Global food producer invests in Israeli lab meat technology

Global food producer invests in Israeli lab meat technology

Arkansas-based meat processing giant Tyson Foods leads investment round in Jerusalem startup Future Meat Technologies, a maker of meat from cells

Future Meat Technologies' first cultured chicken kebab on grilled eggplant and tahini sauce at the Machneyuda restaurant (Courtesy)
Future Meat Technologies' first cultured chicken kebab on grilled eggplant and tahini sauce at the Machneyuda restaurant (Courtesy)

One of the world’s largest food producers is betting on Israeli technology to find ways to grow meat without raising or slaughtering animals.

Israeli startup Future Meat Technologies said Wednesday that it raised $2.2 million in a seed investment round co-led by Tyson Ventures, the venture capital arm of Tyson Foods, Inc. Tyson Foods, based in Arkansas, US, is a Fortune 100 company and a processor and marketer of chicken, beef and pork.

Future Meat Technologies is a Jerusalem-based biotechnology company that seeks to create cultured meat directly from animal cells through the production of fat and muscle cells, the core building blocks of meat, in a cost-effective manner.

In addition to Tyson Ventures, the Neto Group, one of the largest food conglomerates in Israel; S2G Ventures, a Chicago-based venture capital fund; BitsXBites, China’s first food technology venture capital fund; and Agrinnovation, an Israeli investment fund founded by Yissum, the technology transfer company of The Hebrew University of Jerusalem, also participated in the funding round, along with New York-based HB Ventures.

Israeli chef Uri Navon mixing ingredients with Future Meat Technologies’ “clean meat” (Courtesy)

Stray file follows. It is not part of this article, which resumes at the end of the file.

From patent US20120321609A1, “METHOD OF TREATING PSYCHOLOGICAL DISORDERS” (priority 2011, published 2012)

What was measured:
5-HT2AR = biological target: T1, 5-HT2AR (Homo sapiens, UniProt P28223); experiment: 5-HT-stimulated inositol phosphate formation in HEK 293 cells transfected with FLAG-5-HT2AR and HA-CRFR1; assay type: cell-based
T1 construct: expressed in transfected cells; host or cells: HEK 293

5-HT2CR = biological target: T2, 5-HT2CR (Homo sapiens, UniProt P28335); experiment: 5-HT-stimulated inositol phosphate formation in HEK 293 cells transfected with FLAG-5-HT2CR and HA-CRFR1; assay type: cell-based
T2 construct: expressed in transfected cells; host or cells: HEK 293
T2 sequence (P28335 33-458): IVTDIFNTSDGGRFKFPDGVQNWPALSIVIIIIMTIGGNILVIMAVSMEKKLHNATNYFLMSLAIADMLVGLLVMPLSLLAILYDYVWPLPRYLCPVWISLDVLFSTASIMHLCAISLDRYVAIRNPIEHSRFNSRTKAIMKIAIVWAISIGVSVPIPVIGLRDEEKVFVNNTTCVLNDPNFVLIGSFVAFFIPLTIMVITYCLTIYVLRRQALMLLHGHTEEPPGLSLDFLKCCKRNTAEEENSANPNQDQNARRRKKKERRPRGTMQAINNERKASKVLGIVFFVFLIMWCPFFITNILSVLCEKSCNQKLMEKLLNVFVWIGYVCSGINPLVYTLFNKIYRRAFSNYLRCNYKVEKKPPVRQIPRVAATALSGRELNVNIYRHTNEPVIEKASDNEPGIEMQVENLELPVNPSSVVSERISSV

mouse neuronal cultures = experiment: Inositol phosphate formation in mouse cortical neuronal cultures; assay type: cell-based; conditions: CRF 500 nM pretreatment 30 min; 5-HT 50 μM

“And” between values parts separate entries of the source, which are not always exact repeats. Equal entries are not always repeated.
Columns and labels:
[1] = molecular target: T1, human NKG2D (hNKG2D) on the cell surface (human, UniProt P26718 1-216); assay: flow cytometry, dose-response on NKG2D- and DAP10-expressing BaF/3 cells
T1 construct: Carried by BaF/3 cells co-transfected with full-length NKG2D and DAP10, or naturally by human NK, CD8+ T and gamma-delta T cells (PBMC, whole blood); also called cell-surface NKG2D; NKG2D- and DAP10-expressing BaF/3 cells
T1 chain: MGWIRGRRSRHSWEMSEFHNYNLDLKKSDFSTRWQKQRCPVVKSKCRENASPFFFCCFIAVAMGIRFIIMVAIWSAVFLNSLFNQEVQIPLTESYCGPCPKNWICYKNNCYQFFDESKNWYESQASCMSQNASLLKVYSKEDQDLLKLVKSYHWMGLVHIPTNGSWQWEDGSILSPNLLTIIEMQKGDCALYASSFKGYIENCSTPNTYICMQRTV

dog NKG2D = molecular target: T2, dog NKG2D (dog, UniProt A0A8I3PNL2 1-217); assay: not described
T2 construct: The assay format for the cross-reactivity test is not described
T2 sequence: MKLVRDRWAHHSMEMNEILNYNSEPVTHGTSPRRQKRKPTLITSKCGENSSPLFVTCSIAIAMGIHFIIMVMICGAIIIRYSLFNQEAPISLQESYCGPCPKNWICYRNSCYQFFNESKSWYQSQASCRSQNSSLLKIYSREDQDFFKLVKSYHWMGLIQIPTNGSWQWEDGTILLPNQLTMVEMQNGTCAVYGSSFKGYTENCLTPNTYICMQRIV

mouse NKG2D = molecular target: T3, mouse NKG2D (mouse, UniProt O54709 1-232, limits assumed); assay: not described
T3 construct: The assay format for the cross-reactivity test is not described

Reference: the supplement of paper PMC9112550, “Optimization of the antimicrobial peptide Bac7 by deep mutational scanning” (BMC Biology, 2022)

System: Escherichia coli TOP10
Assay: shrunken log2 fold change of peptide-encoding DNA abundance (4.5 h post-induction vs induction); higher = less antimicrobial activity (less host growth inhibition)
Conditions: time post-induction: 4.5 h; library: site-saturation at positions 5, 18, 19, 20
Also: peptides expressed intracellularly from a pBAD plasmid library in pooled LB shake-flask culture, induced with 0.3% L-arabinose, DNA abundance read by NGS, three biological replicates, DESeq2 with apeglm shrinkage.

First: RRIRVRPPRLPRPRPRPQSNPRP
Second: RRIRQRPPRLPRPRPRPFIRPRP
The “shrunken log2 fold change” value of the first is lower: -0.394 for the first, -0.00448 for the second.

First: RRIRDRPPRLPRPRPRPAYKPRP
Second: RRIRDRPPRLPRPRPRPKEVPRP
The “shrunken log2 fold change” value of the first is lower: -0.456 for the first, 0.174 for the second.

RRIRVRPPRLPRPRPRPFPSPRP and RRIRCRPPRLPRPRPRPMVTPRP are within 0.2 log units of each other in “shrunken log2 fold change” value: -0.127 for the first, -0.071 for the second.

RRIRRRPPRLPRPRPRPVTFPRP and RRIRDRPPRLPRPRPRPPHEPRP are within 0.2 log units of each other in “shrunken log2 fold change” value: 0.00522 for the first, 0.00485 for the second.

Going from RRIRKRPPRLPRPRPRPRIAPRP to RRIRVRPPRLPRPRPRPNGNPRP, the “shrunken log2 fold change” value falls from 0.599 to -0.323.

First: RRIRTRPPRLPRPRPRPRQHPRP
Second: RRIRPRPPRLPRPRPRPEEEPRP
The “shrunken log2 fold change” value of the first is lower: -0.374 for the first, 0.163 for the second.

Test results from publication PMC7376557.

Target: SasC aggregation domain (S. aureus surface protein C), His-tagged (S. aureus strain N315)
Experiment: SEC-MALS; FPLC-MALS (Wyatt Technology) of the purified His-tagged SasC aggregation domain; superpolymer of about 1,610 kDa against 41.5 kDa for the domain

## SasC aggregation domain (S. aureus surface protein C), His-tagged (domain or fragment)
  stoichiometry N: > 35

Currently, cultured meat has a production price of about $10,000 per kilogram, Prof. Yaakov Nahmias, the Israeli founder and chief scientist of the startup said. “It is difficult to imagine cultured meat becoming a reality with a current production price,” he said in a statement.  “We redesigned the manufacturing process until we brought it down to $800 per kilogram today, with a clear roadmap to $5-10 per kg by 2020.”

Tyson’s investment in Future Meat is a push to explore new ways of producing protein, Justin Whitmore, executive vice president, Corporate Strategy, and chief sustainability officer of Tyson Foods said in the statement.

“This is our first investment in an Israel-based company,” he said. “We continue to invest significantly in our traditional meat business but also believe in exploring additional opportunities for growth that give consumers more choices.”

Animal fat produces the unique aroma and flavor of meat that “makes our mouth water,” noted Nahmias. Future Meat Technologies is at the moment the only company that can produce this fat without killing animals and without any genetic modification. “I want my children to eat meat that is delicious, sustainable and safe,” said Nahmias. “This is our commitment to future generations.”

Global demand for protein and meat is growing at a rapid pace, with an estimated worldwide market of more than a trillion dollars, including explosive growth in China, the firm said.

The world’s first cultured chicken kebab. The cultured chicken was developed by Israeli startup Future Meat Technologies (Courtesy)

“We believe that making a healthy, non-GMO (genetically modified) product that can meet this demand is an essential part of our mission,” said Rom Kshuk, CEO of Future Meat Technologies.

Cultured meat production may also be eco-friendlier than traditional meat production, he said.

Future Meat Technologies expects to use the funds to set up its engineering activities and increase its biological research. The company is currently recruiting engineers, chefs and scientists.

Future Meat’s technology is based on Nahmias’ research at The Hebrew University of Jerusalem and is licensed through Yissum.

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